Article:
Homer: The Very Idea JAMES I. PORTER

The fixed point around which the Greek nation crystallized was its language. The fixed point around which its culture crystallized was Homer. Thus in both cases we are having to do with works of art. —NIETZSCHE And the blindness— —VICO

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HE ILIAD AND THE ODYSSEY have been required reading in Western culture from its first beginnings, despite the complete mystery surrounding the circumstances of their date and authorship, and despite their obvious flaws and blemishes—the inconsistencies, repetitions, irrelevancies, and so on—which have led to their impeachment as products of a single mind. All the uncertainties about Homer and his poems notwithstanding, their place in the cultural imagination in the West has been unrivalled. Indeed, as secular texts with no pretensions to revealed truth, and yet conferred with nearly Biblical stature, their status in world literature is almost unique.1 How can we account for their standing and their enduring attraction? Whatever the answer, approaching the question will involve confronting the monumentality of the two poems—less their quality as great works of literature than their role as cultural icons, as signifiers of value, and as landmarks in the evolving relationship between literature and culture. To look at Homer in this way is to consider his place—the very idea of Homer—in the culture wars of antiquity and modernity. A perspective such as this is an invitation to study the intellectual and cultural history of value, and that is how I would like the following remarks to be underarion 10.2 fall 2002

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stood. Homer will, in a sense, merely be our guide. Any discussion like this must needs be selective and, inevitably, reductive. My own treatment will be limited to a selection of developments within the English- and Germanspeaking worlds, starting with a glance back at predecessors in antiquity where the patterns for Homer’s modern reception were first set. The discussion will be threaded by three recurrent themes: first, the persistent classicism of Homer, despite every tug of pressure in the opposite direction; second, the elements of disavowal that go into the construction and sustaining of Homer’s ever-imaginary identity; and third, more implicitly than explicitly, the sheer allure and inaccessibility of Homer and, what proves inseparable from this, the sheer fascination of watching how the story of Homer’s reception continually engages those who contribute to its making. Looking at Homer in this way, as an object of cultural production, can throw a valuable light on the logic of culture, quite apart from any canonical virtues his poems may be felt to have. For leaving aside the nearly self-evident truism that what is finally at stake in the contests over Homer are the identities of the various combatants involved, surely Homer’s greatest attraction has to lie not in his greatness, however that comes to be defined, but in his utter mystery and unreachability. Indeed, if there is any value at all to “Homer,” it lies in the very indeterminateness of his definition, in his insolubility, which has provoked intense reflection and so too has served as an instrument of endless debate, contest, and redefinition. One suspects, in other words, that with Homer the ancients and moderns have made a rather telling choice of object for contention, one that ceaselessly authorizes the imaginative work of culture. Culture is not just an arena of contestation. It is a deviously calculating and self-enabling thing. Before going on, we might pause to consider whether Homer hasn’t outlived his usefulness to culture. Have we reached the end of the line? Is it true, as a small but vocal minority think, that although he was once a burning issue,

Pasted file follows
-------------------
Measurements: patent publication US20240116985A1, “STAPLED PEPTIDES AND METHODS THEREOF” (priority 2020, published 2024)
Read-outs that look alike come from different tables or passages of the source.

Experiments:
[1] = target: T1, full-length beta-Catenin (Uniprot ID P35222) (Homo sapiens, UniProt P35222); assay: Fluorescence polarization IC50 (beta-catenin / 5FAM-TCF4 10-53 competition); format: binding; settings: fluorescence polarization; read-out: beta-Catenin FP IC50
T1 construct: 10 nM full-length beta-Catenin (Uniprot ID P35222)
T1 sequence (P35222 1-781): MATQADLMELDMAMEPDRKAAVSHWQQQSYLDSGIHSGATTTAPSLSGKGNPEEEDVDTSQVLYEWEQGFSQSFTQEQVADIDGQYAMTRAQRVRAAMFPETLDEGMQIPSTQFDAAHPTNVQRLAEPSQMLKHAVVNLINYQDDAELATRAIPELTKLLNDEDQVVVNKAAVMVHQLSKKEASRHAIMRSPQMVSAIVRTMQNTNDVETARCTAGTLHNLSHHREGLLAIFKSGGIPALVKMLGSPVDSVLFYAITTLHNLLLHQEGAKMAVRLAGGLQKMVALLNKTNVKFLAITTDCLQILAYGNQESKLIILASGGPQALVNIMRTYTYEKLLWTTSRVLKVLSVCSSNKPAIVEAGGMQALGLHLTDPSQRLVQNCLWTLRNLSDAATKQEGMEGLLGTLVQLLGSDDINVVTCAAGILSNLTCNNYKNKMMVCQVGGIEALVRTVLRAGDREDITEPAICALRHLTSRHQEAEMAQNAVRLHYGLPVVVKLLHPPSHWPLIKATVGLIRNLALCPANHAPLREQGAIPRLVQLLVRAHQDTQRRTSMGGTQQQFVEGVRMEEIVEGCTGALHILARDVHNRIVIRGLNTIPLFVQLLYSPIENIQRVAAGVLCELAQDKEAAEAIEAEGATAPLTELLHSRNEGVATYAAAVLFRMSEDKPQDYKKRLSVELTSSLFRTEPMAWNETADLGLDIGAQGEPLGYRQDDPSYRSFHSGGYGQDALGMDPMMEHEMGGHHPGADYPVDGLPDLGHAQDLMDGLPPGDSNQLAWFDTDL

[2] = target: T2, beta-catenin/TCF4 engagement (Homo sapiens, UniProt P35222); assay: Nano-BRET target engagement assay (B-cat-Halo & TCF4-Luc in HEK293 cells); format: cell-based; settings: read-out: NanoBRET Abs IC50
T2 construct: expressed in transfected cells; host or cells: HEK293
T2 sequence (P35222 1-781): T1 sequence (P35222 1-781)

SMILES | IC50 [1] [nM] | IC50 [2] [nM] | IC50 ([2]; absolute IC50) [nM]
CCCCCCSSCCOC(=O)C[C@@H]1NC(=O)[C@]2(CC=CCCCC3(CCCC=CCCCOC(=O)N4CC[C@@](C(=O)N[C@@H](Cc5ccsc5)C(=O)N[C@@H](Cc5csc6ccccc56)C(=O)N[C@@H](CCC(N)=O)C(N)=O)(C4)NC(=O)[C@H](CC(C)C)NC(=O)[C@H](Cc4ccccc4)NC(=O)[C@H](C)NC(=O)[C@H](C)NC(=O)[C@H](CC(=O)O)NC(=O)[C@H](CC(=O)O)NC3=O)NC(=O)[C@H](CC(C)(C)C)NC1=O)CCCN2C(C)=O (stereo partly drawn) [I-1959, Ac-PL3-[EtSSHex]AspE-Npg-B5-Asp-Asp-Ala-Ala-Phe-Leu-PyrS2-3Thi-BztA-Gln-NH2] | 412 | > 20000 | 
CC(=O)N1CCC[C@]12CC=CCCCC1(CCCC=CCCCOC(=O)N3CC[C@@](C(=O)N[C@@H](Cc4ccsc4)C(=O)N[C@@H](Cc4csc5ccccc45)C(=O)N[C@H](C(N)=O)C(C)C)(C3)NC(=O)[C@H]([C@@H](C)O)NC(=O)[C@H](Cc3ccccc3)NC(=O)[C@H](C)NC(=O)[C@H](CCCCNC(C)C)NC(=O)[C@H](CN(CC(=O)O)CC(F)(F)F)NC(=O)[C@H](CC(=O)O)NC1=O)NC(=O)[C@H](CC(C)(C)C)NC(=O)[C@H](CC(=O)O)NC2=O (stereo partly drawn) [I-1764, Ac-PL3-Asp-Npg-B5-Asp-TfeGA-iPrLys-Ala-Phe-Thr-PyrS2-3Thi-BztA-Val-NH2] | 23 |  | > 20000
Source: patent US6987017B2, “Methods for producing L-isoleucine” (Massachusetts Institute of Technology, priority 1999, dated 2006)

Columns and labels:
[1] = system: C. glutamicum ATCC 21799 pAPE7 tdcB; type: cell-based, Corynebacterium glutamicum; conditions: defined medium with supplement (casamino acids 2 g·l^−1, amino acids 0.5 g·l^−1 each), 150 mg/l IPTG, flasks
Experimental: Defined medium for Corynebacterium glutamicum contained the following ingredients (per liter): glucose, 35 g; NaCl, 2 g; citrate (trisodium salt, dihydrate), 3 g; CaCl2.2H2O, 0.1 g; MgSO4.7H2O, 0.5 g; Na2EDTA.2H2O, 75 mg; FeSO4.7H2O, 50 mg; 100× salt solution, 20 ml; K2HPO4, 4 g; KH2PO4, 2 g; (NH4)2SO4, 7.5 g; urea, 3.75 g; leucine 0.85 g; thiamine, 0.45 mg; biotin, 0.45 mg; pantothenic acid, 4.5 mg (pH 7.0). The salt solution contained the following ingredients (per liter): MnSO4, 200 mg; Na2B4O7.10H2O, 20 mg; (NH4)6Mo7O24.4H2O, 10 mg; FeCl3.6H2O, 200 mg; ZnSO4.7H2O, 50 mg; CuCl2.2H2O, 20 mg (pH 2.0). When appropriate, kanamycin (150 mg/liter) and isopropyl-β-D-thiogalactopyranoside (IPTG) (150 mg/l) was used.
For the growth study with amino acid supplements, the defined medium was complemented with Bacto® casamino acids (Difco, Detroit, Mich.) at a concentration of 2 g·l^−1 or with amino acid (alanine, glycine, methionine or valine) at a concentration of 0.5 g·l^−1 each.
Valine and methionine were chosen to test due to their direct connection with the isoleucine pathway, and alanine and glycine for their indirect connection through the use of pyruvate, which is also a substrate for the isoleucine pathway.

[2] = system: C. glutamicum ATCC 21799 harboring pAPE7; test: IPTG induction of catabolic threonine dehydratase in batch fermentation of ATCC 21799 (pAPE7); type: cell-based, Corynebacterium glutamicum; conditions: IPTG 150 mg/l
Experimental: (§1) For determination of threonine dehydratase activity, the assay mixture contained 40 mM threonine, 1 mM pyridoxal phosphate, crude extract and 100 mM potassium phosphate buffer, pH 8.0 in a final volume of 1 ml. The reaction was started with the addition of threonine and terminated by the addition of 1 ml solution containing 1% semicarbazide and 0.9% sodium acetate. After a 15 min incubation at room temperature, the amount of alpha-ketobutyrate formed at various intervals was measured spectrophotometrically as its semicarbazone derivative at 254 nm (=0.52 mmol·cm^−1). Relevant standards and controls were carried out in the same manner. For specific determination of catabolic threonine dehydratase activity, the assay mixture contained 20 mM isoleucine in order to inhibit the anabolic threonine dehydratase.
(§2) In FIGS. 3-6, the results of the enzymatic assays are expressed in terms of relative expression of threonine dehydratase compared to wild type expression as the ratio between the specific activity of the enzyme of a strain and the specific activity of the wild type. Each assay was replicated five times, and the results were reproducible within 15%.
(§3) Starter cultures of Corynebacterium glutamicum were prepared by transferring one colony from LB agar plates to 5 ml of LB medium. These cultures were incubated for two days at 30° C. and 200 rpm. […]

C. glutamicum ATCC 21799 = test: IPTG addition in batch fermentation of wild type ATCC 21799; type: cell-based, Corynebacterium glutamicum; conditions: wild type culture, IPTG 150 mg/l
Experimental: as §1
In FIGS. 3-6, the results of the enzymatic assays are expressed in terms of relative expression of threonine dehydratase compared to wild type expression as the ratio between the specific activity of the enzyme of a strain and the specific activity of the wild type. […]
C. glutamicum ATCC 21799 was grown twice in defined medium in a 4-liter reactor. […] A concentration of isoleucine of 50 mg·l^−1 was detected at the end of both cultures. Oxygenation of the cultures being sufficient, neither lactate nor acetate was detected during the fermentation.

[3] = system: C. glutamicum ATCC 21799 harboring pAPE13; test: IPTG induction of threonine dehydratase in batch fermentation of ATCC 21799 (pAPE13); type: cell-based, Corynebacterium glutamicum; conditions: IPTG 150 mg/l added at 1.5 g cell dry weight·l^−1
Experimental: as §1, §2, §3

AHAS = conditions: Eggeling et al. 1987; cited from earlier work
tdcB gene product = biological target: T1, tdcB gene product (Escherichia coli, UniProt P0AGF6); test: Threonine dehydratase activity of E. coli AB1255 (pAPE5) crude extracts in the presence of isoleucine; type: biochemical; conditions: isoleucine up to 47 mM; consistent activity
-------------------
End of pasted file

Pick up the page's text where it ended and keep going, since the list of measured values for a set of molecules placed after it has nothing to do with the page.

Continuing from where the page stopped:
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Homer is now “dead” and that it was the study of the classics that killed him, thanks to the waves of trendy theory, multiculturalism, and cultural nihilism which have finally swept over classical studies themselves and turned Homer, the one-time fountain of value and meaning—of classicallycentered knowledge—into a meaningless bibliographical citation? It is a bit hard to make out just who Homer is in this account, because much of the time Homer seems to stand for nothing less than the sanctity of the Classical Tradition itself. The assumption seems to be that Homer is prior to the debates about him, and that he somehow persists through the din of debate to emerge victoriously alive—until recently. One problem with this complaint is that it imagines, wrongly, that Homer was ever a stable entity from which a sure base of culture and learning could flow. (Homerizein, “to Homerize,” after all can mean “to lie.”)2 It also tends to idealize classical antiquity, and to blind us to the fact that classical studies seem to be constitutionally in crisis.3 But it ought to be clear that “Homer,” in the desired sense, cannot have preceded the debates as to his worth. He was, on the contrary, the product of those debates, and his survival was predicated on them. In fact, if we wish to take Homer as an emblem for classics in the largest sense, then he has to be equivalent to these debates. He is not the argument that the Homeric poems, and by extension the classical cultures of Greece and Rome, have an intrinsic worth. Rather, he is the very disputation of the question (valuable to whom, and for what reasons?)—less what survives the argument than the survival of the argument itself. In any case, to read Homer in this symbolic way is to extend the very form of argument that gave rise to him in the first place. Here we might as well ask, “Has a person been made out of a concept or a concept out of a person?” This precise question was the centerpiece of Nietzsche’s inaugural lecture at Basel from 1869, “Homer and Classical Philology.” The problem named by Nietzsche was one that was racking the nineteenth century, both inside and outside of the academy.